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There you are, calling your boss a jerk (or worse), missing deadlines or getting caught in a compromising position with a nauseating coworker.
Then the alarm rings and what a relief: It was just a bad dream.
Almost two-thirds of Americans, 64 percent, report having nightmares about their job, according to a new survey of 1,750 working U.S. adults conducted by SleepZoo, a sleep tips website.
The findings aren’t surprising since people dream about what’s important to them, said Deirdre Leigh Barrett, a psychologist at Harvard Medical School, editor of the journal Dreaming and author of “The Committee of Sleep.”
“Work both occupies a huge chunk of our waking hours, and for most people, it’s pretty emotionally important,” Barrett told TODAY. “For nightmares, it’s things that stress or frighten us… and it’s a rare person whose job doesn’t involve some unpleasant, anxiety-producing things at times.”
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Is your work nightmare actually telling you something?
What does it mean if you’re dreaming about messing up a project or making a big presentation in your birthday suit?
Consider dreaming as thinking in a different biochemical state: Just like waking thoughts, our dreams are often circular and repetitive, not very profound and not always processing something in a “big deal way,” Barrett said.
“I don’t feel like all dreams are automatically doing something wise and useful,” she noted. “But sometimes, it’s a new message.”
Dreams can easily show someone that they’re anxious when they weren't aware of it or reveal some new aspects of life that the person wasn’t conscious of, Barrett said. More rarely, they can show a good solution to a problem, she added.
Dream analyst Lauri Loewenberg believes dreams are always helpful.
“Sometimes, dreams will serve as dress rehearsals and put us in a worst-case scenario so we can safely in our head figure out how to work it out,” said Loewenberg, author of “Dream on It: Unlock Your Dreams, Change Your Life.”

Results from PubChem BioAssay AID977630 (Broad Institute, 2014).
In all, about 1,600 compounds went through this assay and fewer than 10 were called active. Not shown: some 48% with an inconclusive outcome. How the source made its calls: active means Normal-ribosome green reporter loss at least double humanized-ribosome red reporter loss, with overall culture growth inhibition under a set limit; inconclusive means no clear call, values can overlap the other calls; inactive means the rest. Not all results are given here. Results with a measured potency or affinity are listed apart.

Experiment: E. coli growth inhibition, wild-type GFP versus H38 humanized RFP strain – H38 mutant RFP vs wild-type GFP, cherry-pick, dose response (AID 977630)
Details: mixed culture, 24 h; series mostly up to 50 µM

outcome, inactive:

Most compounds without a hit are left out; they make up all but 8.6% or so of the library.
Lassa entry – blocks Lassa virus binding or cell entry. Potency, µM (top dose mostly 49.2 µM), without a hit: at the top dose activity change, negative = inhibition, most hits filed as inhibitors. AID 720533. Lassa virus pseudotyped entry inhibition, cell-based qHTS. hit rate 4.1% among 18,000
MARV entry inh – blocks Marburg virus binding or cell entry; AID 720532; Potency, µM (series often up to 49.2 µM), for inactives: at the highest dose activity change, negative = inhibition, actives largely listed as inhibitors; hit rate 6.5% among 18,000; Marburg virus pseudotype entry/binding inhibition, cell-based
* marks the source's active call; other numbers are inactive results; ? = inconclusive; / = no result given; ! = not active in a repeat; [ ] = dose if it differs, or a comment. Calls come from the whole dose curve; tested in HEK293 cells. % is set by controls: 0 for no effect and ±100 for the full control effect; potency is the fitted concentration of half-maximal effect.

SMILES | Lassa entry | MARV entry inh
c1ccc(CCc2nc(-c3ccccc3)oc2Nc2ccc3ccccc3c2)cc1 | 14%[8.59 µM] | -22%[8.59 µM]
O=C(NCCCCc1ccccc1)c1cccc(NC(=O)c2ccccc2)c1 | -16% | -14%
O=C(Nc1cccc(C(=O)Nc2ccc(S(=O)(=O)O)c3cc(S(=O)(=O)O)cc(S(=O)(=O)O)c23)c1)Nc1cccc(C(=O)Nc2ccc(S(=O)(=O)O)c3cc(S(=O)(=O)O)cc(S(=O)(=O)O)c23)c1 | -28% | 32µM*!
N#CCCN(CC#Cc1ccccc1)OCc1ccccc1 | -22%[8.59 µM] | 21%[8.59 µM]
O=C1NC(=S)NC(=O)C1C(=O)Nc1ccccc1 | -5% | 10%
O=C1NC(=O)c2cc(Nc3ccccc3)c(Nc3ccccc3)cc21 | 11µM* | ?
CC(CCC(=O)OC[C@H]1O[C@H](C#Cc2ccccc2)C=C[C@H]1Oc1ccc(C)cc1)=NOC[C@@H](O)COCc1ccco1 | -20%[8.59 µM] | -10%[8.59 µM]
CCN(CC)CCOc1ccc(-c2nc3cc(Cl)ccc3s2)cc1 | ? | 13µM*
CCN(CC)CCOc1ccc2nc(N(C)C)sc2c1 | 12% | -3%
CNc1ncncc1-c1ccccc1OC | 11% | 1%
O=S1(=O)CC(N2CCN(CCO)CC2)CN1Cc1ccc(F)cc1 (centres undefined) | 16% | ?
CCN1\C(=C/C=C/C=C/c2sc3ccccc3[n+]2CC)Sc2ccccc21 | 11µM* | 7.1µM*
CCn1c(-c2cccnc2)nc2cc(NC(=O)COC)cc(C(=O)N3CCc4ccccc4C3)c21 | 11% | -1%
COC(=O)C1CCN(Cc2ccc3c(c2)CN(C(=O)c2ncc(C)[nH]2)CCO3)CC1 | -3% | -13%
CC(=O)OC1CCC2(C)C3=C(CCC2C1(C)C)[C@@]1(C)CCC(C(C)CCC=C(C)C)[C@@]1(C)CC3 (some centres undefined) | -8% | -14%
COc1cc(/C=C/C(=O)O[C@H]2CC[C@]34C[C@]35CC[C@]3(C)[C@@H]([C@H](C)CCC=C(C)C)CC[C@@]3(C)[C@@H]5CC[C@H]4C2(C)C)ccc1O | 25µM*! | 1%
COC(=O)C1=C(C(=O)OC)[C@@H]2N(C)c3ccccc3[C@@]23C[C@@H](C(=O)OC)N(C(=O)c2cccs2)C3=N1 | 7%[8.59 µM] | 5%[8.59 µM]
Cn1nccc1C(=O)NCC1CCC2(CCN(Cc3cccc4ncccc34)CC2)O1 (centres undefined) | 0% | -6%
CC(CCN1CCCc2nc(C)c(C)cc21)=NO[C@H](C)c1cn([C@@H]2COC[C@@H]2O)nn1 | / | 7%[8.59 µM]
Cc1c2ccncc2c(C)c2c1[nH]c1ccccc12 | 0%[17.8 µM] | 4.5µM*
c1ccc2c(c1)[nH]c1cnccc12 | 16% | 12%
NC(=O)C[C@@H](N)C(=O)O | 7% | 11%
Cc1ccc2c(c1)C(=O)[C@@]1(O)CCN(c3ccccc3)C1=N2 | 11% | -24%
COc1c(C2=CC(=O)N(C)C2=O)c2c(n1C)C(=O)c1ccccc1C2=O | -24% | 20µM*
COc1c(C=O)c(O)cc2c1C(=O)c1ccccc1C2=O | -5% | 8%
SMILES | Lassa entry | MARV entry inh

“They’ll also present us with our current issue in a different light so we can better understand it.”
Common work nightmares
While Barrett believes most dream metaphors and symbolism are individual to each person rather than part of a “universal dictionary” of dreams, Loewenberg offered her take on the nightmares most frequently named in the survey:
Sleeping with a coworker — Sex in a dream isn’t actually about a physical union you want, but a psychological connection you need, Loewenberg said. You may be dreaming about that coworker because you need to unite with him or have recently connected on some level, perhaps working on a project together. There may also be something about that coworker — a quality they have, perhaps something they’re very good at — that you need to merge into your own personality, she added.
Being late to work — A very common dream, especially for people who are frequently on deadline, Loewenberg said. These frustrating dreams may be reminding you to manage your time better and get things done.
Messing up on a project — This dream serves as a dress rehearsal: “Our subconscious will put us through the worst-case scenario so we can be prepared for it should it happen, but more importantly so we can work it out so it doesn’t happen,” Loewenberg noted.
Showing up naked at work — That’s the most common work-related nightmare Loewenberg hears about. Dreams are symbolic so it’s not about how you look physically, but how you may look in your job performance when all eyes are on you. In general, dreams about being naked in public are often associated with shame and feeling publicly exposed, Barrett added.
Getting lost in the office — Being lost in a dream is often connected to indecision in real life, Loewenberg said. What’s going on at work that you’re having a hard time making a decision about?
Fighting with the boss — When you’re dreaming about arguing with someone, you may be mad at yourself about something, Loewenberg said. Whatever is said in that dream argument is really a conversation you’re having with yourself about the issue, she noted.
To get the most out of your dreams:
• Write them down upon waking, both experts advised. There are now apps that can help you chronicle your dreams.
• Any time you respond differently in the dream than you would awake — pay attention to what that might be telling you, Barrett said.
• Look at your dreams as a helper, not as a hindrance, Loewenberg added.